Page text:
Russian Icebreaker Pulls Into Port After Nuclear Scare

John Konrad
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May 18, 2011


With the news of nuclear troubles in Japan, another close call largely escaped the press. On May 6th the Russia’s Taimyr, a nuclear-powered icebreaker deployed in the Yenisei Bay, battled problems with the vessel’s nuclear reactor. Russian officials reported a slight “increase in activity” inside the ventilation system of the Taimyr’s reactor unit. Bellona provides us with an update on the vessel’s status:

The 23-year-old Taymyr yesterday successfully docked at its home port of Murmansk near the Norwegian border after using back-up diesel engines to make its way back from the Kara Sea in the Arctic. The reactor, whose capacity was reduced to 30 percent, was shut down all together for its return.

Bellona was pleased with the candor with which officials handled the incident, even though their earliest reports on leaking reactor coolant had been incomplete.

The vessel was escorted to port by two other nuclear icebreakers, the Rossiya and the Yamal, Rosatomflot officials told a press briefing that they held aboard the stricken Taymyr to allay fears of radiological dangers.

Rosatomflot nuclear fleet chief Vyacheslav Ruksha said the vessel remained safe and attributed the radiation spill to a micro-fracture that resulted in the leakage of 6,000 litres of nuclear reactor coolant.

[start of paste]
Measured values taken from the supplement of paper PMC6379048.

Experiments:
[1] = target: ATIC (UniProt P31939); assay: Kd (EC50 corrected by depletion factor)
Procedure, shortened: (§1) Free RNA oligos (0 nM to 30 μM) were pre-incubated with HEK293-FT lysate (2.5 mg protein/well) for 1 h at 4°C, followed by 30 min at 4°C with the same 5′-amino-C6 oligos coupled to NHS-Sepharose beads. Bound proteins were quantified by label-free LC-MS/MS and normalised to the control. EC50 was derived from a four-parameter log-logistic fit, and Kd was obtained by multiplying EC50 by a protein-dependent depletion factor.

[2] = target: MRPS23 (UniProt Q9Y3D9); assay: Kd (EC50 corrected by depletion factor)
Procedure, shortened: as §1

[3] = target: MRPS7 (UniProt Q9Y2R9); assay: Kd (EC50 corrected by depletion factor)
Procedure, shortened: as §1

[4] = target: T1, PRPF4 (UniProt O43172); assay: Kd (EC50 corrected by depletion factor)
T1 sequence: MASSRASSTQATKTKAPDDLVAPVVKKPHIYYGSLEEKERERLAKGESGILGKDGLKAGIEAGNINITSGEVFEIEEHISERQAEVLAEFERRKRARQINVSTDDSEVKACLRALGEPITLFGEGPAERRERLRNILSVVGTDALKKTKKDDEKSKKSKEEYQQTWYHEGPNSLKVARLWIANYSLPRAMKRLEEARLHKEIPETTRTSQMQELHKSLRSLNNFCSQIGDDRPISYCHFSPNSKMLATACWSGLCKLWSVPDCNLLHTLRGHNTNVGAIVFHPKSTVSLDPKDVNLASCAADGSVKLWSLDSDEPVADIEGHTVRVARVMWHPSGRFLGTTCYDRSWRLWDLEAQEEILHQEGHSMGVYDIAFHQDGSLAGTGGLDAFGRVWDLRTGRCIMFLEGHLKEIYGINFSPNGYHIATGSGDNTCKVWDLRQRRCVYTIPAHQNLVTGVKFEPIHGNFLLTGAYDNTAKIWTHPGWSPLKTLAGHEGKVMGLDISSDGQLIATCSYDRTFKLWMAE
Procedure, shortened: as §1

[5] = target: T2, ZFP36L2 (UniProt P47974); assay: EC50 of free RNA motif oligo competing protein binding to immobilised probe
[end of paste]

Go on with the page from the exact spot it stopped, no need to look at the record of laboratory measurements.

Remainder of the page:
“We were lucky because this situation developed at the end of the voyage. But we had to change our plans because it was due to set sail for the Arctic in June,” Ruksha told a Murmansk press briefing.

“Now the icebreaker will undergo repairs, and no one knows how long they will last. Practice shows they could stretch between two weeks and two months,” Ruksha said. He also confirmed that this was the second such leak to affect the 21,000-tonne craft in a year.

According to Rosatomflot’s chief engineer Mustafa Kashka, the icebreaker has worked for 136,000 hours, and its operational life span has been extended to 150,000 hours.

“We hope that this incident will not interfere with extending the working resources of the Taymyr to 170,000 to 200,000 hours,” said Kashka. Continue Reading…

The following is video footage of the Taimyr in action breaking ice (another interesting video can be found HERE):

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